The potential danger of cyberattacks is present in virtually every facet of our lives, whether it be tampering of medical devices, attacks on critical civil infrastructure, prying into our connected home devices, or theft of personal data. Even cyberthreats to our political processes is now a clear and present danger. The disruption of the U.S. 2016 presidential election by cyberattacks, where Russian hackers purportedly targeted elections systems in 21 states, is a prime example. These attacks led to personal information being exposed and two voter registration systems being temporarily shut down. With national elections coming up in the U.S. in November, the mere thought of further interference with the democratic process is raising deep concerns. In a survey of 5,000 voters, published earlier this year, cybersecurity firm Carbon Black found that one in four U.S. voters was considering not voting in upcoming elections due to concerns such as theft of personal data from election databases.
The Washington Post recently convened a panel of more than 100 cybersecurity leaders from across government, the private sector, academia and the research community to discuss these issues. When surveyed, nearly all agreed that U.S. state election systems were not sufficiently protected against cyberthreats. One panelist described the election systems as “massive, distributed IT systems with thousands of endpoints and back-end systems that hold and process large volumes of highly sensitive data” and noted that protecting such systems “is no small feat”.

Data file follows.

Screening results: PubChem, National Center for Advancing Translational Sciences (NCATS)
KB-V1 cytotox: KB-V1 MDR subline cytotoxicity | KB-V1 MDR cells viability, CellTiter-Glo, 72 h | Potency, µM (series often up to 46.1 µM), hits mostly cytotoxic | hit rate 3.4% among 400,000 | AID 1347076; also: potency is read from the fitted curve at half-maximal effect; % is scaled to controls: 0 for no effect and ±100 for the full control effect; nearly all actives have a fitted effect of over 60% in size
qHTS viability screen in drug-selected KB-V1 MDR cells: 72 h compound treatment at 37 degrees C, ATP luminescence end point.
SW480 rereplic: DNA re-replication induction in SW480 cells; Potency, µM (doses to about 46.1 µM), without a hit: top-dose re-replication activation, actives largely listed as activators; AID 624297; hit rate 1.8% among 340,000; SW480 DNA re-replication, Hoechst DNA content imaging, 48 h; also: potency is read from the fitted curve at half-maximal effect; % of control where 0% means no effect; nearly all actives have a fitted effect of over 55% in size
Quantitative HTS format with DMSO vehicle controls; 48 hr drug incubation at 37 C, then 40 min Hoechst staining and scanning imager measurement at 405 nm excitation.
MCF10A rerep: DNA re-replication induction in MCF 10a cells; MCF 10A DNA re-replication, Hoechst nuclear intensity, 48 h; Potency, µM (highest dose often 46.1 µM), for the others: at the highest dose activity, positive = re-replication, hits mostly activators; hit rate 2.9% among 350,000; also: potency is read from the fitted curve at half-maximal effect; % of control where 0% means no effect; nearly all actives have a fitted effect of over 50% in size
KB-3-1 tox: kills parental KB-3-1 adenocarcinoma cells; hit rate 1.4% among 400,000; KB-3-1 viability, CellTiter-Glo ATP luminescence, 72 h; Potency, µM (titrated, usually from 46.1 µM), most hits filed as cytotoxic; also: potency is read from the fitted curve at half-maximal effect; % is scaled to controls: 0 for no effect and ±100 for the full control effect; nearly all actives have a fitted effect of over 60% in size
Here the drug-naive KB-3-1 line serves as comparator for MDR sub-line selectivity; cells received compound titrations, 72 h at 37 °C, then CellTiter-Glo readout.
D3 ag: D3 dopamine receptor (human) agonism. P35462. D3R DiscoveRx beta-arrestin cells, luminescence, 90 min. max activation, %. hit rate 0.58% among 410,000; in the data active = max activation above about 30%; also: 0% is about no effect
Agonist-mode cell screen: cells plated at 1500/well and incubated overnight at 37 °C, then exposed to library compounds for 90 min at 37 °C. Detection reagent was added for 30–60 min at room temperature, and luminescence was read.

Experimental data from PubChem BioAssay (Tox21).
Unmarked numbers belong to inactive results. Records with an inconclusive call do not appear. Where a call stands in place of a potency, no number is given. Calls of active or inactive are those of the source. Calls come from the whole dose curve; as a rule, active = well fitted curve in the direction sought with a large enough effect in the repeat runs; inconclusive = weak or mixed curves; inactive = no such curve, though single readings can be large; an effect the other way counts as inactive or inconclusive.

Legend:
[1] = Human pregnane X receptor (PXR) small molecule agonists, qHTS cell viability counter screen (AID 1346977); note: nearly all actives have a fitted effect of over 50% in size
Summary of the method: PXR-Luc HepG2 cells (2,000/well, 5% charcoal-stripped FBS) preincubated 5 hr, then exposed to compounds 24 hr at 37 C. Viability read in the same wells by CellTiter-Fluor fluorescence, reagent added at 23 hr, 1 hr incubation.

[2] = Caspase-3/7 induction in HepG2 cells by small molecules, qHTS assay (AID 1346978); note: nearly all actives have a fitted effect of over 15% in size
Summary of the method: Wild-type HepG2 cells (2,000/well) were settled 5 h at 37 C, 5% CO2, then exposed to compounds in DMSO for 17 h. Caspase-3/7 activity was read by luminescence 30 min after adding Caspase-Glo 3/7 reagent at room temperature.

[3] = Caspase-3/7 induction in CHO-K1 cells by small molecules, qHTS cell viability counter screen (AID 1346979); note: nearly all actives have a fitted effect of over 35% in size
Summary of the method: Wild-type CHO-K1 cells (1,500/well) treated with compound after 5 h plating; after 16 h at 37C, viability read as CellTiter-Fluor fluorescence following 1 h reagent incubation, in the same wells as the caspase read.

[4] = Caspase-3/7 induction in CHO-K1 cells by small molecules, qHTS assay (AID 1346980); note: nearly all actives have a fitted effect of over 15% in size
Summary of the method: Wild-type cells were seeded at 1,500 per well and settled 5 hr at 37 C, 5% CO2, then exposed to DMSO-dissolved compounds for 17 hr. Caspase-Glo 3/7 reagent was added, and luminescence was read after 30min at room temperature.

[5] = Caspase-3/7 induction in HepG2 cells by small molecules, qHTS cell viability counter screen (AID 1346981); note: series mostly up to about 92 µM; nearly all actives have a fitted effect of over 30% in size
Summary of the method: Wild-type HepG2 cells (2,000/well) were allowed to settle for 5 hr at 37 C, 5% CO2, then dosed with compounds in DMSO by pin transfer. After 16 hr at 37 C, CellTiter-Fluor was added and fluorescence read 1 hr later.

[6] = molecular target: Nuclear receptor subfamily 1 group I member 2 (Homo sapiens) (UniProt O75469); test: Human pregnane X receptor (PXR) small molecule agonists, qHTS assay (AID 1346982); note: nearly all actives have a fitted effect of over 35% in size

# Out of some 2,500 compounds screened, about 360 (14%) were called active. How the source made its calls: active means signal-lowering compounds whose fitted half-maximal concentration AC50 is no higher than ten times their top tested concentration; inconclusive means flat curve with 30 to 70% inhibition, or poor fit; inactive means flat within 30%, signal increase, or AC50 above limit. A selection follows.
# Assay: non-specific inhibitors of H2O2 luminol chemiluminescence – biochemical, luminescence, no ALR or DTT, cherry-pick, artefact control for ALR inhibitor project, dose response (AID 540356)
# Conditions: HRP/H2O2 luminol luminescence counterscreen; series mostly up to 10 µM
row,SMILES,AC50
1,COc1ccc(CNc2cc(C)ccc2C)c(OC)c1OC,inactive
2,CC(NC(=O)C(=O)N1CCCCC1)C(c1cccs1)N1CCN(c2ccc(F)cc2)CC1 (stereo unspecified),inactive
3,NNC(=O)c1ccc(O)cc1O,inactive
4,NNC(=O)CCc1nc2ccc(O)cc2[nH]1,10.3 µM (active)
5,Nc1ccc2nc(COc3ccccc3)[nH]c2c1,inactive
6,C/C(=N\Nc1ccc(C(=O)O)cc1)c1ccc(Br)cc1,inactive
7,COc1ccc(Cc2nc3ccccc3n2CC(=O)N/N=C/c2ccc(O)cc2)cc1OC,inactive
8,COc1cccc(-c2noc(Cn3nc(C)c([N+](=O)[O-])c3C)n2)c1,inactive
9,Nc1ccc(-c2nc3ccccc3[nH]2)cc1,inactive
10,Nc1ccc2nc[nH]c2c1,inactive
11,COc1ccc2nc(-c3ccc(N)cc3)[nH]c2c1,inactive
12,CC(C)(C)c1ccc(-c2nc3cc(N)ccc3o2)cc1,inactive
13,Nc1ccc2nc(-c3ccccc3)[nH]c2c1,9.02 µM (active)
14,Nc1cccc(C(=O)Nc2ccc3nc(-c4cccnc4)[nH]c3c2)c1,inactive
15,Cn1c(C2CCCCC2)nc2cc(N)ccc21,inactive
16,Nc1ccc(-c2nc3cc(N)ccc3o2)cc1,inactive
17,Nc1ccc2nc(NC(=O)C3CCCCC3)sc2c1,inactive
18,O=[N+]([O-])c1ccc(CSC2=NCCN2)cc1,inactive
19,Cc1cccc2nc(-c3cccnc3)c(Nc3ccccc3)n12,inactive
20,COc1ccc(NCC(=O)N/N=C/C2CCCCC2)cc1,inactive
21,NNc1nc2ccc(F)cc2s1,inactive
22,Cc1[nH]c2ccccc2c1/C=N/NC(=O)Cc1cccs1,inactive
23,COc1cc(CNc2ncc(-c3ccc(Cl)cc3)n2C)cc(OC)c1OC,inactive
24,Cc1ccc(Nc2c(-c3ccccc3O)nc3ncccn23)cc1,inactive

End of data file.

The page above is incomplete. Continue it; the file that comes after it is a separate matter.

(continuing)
GenKey, a leading global provider of large-scale, biometric identity solutions for governments, public institutions and businesses, addressed the problem of potential election hacking by investing in Wibu-Systems CodeMeter software protection, licensing and security technology. With headquarters in the Netherlands, one of GenKey’s missions is to prevent identity fraud in emerging countries with solutions for voter management, medical ID handling/claim processing and large-scale identity management.
Documented in an interesting case study was GenKey’s involvement with elections in the African nation of Ghana, which entailed countrywide deployment of up to 26 thousand voting machines to support more than fifteen million potential voters. At the scale of the distributed computing needs of a national election it was critical that the integrity of the results was maintained and above any suspicion and biometric data for each voter was protected.
GenKey integrated CodeMeter technology to secure the software in its voting machines. CodeMeter employs both symmetric and asymmetric encryption. The program code is encrypted using symmetric 128 bit AES encryption. Upon starting the application, asymmetric encryption (ECC, 2224 bit or RSA, 2048 bit) of the digital signature is employed. Before a GenKey system is shipped, it is loaded with software that is protected with CodeMeter. The encrypted code is bundled with a license file into a complete package. When each system boots up, the embedded software calls this file, using a digital signature to verify its authenticity. A list of conditions is verified, such as the validity of the license, or the matching of the hardware features that were initially bound to the license during the encryption process. This ensures a high level of security and integrity of the biometric data while protecting the software against potential counterfeiting and misuse during polls.
Beyond this example, the CodeMeter software protection, licensing and security platform is being deployed across a wide array of business sectors, including medical equipment and healthcare solutions, industrial equipment, factory automation, retail and banking and a host of others.